Citing ill effects from a chemical spill earlier this year, the Los Angeles Unified School District has given a medical leave--and a transfer--to the principal of Tweedy Elementary School in South Gate.
A group of angry parents promptly charged that the district's action shows that Tweedy, located in a heavily industrial area, is unhealthy for students and should be closed immediately.
"If the principal has to be reassigned because of health problems, what about the kids?" asked one parent, Patricia Stuck.
Stuck was one of about a dozen people who picketed the school Monday, Tuesday and Wednesday, following Principal David Sanchez's announcement that he was leaving Tweedy. The pickets also handed out safety masks to students.
Meanwhile, the school district announced a plan that could move students from Tweedy within a year, by putting temporary bungalows on a site to be occupied by a new South Gate high school. (See accompanying story on this page.)
In a Dec. 5 letter to Tweedy parents, Sanchez wrote: "I will not be returning to Tweedy Elementary School as your principal. I have taken an illness leave on advice of my doctor." The medical leave was granted for two weeks.
In a brief interview with The Times this week, Sanchez said: "I informed the district that I was having a lung problem, nausea, headaches, a lack of thought processes. I was told that I would be reassigned. That it was in my best interest." Sanchez, 45, who has been a teacher and administrator in the district for 21 years, declined further comment.
But Sidney A. Thompson, associate superintendent in charge of operations, said that district officials "have made it clear that any staff member or youngster who appears to be affected will be given another assignment. That was the case with David Sanchez.
"David said he was having a reaction to the spill. His eyes were red. He said his doctor was concerned that he was allergic to the stuff down there. It seems to be an individual problem. Some people are affected more than others," Thompson said.
Ten months ago, a ruptured chlorine gas pipeline at the nearby Purex Corp.'s bleach plant forced evacuation of the 575-student school. More than 70 people, including 27 students, were hospitalized with complaints of nausea and dizziness.
Willene Cooper, one of the protesters at the school this week, was critical of Sanchez's reassignment.
"All they are doing is reassigning a principal. It's political. He is a good leader. He was on the parents' side," Cooper said.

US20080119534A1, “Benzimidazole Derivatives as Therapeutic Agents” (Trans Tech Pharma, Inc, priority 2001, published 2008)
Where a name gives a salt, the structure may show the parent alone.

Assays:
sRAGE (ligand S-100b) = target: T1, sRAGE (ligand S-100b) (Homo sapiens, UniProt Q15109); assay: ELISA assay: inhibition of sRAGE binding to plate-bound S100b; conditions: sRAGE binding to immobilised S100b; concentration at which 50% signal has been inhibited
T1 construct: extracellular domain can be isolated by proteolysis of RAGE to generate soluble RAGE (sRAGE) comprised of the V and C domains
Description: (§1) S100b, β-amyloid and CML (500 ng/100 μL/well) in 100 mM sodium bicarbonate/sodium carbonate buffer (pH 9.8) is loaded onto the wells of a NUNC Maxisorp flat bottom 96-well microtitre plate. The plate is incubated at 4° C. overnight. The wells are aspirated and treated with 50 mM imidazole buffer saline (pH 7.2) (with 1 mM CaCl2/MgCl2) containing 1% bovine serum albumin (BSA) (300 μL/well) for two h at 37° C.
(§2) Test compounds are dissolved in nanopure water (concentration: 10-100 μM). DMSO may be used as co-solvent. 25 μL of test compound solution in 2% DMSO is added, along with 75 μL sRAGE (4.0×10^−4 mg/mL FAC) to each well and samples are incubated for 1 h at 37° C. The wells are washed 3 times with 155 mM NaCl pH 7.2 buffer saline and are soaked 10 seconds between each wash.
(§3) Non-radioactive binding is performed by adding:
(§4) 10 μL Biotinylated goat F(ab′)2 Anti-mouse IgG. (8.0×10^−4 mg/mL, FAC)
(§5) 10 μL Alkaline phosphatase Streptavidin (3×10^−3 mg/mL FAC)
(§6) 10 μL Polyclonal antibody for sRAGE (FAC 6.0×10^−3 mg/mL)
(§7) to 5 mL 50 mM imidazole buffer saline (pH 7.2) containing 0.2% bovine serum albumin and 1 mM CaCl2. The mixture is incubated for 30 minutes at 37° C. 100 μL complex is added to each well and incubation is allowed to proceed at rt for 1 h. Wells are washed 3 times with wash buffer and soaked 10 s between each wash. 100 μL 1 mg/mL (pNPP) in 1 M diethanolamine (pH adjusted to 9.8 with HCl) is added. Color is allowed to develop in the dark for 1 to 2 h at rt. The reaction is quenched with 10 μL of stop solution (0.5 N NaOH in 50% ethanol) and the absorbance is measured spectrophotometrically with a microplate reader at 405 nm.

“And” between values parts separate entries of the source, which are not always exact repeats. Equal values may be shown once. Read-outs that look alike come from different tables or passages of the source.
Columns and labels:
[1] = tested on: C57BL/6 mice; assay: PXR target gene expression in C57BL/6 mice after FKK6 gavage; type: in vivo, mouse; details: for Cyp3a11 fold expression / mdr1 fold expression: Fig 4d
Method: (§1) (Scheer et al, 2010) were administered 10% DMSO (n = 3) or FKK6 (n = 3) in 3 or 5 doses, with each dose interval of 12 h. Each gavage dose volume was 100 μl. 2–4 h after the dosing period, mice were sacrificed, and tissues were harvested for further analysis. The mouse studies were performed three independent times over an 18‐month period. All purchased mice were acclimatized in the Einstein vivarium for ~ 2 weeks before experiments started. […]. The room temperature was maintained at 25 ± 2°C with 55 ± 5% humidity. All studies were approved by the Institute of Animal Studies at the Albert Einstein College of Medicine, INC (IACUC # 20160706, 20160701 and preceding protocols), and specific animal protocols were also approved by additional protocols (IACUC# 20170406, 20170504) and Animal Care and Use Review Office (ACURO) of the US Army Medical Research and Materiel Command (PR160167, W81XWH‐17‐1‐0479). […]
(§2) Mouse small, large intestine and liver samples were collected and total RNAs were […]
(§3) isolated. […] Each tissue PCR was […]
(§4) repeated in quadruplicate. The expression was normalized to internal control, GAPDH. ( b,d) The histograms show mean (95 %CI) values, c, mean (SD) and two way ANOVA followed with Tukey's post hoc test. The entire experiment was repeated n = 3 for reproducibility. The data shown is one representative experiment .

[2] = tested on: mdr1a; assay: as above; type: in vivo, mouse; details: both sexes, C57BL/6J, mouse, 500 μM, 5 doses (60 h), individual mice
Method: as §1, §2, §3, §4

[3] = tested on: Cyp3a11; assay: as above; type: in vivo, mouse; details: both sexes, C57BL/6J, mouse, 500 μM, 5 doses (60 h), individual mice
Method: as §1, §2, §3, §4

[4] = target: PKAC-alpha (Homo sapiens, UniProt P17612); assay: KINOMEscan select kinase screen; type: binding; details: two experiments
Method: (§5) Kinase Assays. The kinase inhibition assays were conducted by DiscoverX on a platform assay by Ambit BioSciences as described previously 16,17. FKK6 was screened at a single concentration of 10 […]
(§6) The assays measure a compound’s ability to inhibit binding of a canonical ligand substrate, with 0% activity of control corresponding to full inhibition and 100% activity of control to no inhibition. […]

John Greenwood, a school board member who represents the area, said Sanchez's health was the only consideration. "We are damned if we do and damned if we don't. The principal had a letter from his doctor that said he needed a leave of absence. We would have been derelict to leave him there," Greenwood said.
Greenwood conceded there are problems at Tweedy. "It is a lousy site for a school," he said. "It is in a heavy industrial area, but I don't believe students are in danger. It is not an emergency crisis."
Long-Range Solution Sought
But while the protesters said that they would like to see Tweedy closed immediately and students either bused to another school or moved to temporary bungalows at nearby South Gate Park, Greenwood said the school district backs a long-range solution involving the regional high school.
In the meantime, district officials said that parents have been given several options, including requesting transfers to other schools for their children and free medical exams to determine if children are affected by chemical emissions from nearby industries.
Greenwood cited Cooper Drum Co., which is next to the school, as an example of steps that have been taken to improve air quality at the school.
Edward Camarena, director of enforcement for the South Coast Air Quality Management District, said Cooper Drum has agreed to start its industrial work, which includes recycling 55-gallon steel drums, in the evenings rather than during peak school hours.
Camarena said the air quality district has taken temporary steps at Cooper Drum to alleviate noxious odors and continues to look for more permanent solutions.
The air quality district has cited seven companies since the February chlorine spill. The firms were cited for a variety of violations, including emissions of solvent odors and open spray-painting without a permit. The companies face a maximum $1,000 fine and/or six months in jail for failure to comply, Camarena said.
As for Tweedy, the school district is continuing medical examinations of students to see if they are suffering from any effects of the spill and from ongoing emissions, said Andrew Cazares, assistant superintendent for the Los Angeles Unified School District's Region B.
So far, more than 130 exams--which include a history of symptoms and a physical examination--have been conducted, Cazares said. Pulmonary exams, or lung testing, is scheduled for January, Cazares said.